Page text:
Not to speak is to speak. Not to act is to act.
Pastors who served as agents of the secret police during the Communist Regime in Bulgaria are being revealed this week through special legal provision of the Bulgarian Constitution, which allows secret government dossiers and archives to be made public. The law excuses ministers who are retired, immigrated or deceased as it pays special attention to people who continue to serve on denominational boards, heads of religious organizations or church pastors.
The released records have revealed a significant count of Bulgarian evangelical pastors, who have served directly under the Communist government as secret agents and are currently serving in lead positions in their respective churches and denominations. At least 17 agents have infiltrated the Pentecostal churches in Bulgaria (including the Assemblies of God, Church of God and other charismatic denominations). The count is overwhelming in comparison with the Bulgarian Orthodox Church representing some 90% of Bulgaria’s general population with only 11 regional bishops with secret police dossiers.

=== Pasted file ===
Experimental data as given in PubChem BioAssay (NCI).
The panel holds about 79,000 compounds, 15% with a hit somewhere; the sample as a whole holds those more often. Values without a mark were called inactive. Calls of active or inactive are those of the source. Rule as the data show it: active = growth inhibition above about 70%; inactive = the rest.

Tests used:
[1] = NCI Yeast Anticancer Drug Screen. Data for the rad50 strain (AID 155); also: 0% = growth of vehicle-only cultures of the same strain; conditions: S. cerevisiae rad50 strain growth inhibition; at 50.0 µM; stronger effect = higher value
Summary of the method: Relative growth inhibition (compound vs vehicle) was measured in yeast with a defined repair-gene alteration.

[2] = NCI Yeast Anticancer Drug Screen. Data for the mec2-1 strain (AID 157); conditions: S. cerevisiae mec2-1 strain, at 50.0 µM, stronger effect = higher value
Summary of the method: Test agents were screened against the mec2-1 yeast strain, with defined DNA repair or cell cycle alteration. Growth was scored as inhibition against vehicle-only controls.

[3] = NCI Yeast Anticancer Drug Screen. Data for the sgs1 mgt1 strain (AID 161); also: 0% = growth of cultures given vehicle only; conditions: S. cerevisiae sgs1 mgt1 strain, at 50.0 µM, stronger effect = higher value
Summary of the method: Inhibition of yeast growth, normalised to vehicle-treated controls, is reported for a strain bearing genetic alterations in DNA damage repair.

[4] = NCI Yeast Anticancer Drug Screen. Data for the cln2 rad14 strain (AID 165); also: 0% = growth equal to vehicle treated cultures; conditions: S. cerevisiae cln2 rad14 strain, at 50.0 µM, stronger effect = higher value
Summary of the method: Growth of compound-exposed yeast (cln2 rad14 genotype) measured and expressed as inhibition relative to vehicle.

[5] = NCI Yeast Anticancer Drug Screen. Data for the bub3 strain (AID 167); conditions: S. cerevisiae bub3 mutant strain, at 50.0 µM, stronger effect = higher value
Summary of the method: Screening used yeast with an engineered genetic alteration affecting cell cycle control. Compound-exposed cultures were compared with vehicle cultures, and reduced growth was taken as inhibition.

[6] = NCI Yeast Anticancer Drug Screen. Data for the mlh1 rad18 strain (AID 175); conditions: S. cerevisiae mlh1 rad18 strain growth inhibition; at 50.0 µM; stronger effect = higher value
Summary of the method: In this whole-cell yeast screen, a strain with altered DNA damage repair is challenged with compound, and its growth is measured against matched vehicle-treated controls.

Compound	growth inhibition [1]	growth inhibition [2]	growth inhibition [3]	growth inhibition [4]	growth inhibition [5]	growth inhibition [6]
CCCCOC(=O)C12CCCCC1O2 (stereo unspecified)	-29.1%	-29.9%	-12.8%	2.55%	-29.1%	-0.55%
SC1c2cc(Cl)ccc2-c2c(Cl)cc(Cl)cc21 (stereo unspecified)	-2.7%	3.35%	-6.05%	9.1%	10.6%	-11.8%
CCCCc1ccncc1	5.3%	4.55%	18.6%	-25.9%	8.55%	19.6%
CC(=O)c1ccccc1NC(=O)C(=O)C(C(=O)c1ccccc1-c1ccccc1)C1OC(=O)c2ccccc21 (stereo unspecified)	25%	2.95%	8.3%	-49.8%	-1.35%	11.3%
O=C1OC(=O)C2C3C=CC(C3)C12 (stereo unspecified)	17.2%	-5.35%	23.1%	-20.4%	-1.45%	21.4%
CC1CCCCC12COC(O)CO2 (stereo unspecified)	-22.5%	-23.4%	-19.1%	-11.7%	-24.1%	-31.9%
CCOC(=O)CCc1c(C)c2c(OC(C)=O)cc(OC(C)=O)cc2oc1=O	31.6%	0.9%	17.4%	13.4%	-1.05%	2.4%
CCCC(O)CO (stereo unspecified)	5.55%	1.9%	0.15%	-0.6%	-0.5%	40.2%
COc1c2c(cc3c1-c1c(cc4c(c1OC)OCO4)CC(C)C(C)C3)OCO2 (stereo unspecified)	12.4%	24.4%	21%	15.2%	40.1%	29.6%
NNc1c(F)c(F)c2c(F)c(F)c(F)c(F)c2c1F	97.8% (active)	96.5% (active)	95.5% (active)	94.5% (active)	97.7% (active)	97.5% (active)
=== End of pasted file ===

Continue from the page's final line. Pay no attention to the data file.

The newly released documents reveal that these pastor-agents served the Regime through willfully betraying and reporting fellow ministers and their respective ministries, regularly submitting the names of new believers joining their congregations and the activities of their churches as a whole. Special interest in their reports seems to have been given to “foreign religious emissaries” – missionaries from sister-denominations in other countries who visited Bulgarian evangelicals with the purpose of bringing moral and financial support, smuggling Bibles or just encouraging the churches during their time of trials and tribulations under the Regime.
Even more disturbing is the lack of definite and unified response on behalf of the current denominational leaders and the repulsiveness of the general public on the issue as a whole. While the Bulgarian Evangelical Alliance appealed for prayerful but fair dealing with the said misconducts, the Bulgarian Assemblies of God has chosen to deal with the issue internally behind closed doors and the Church of God in Bulgaria has postponed discussion to its general meeting in March or perhaps May. Several outspoken leaders from the Congregational and Apostolic churches have been unsuccessful in bringing about a public debate involving all Bulgarian Protestants, while journalistic investigations in the Christian media have been openly attacked in attempt to be kept silent.
It is understood that many of the said pastor-agents were coerced to serve as such through pressure in their jobs, friends, families and in some cases even their children. Yet, the Bulgarian churches are now struggling to cope with the fact that leading ministers within their denominational structures have continually and purposefully reported on the life of the church, thus betraying fellow believers and ministers.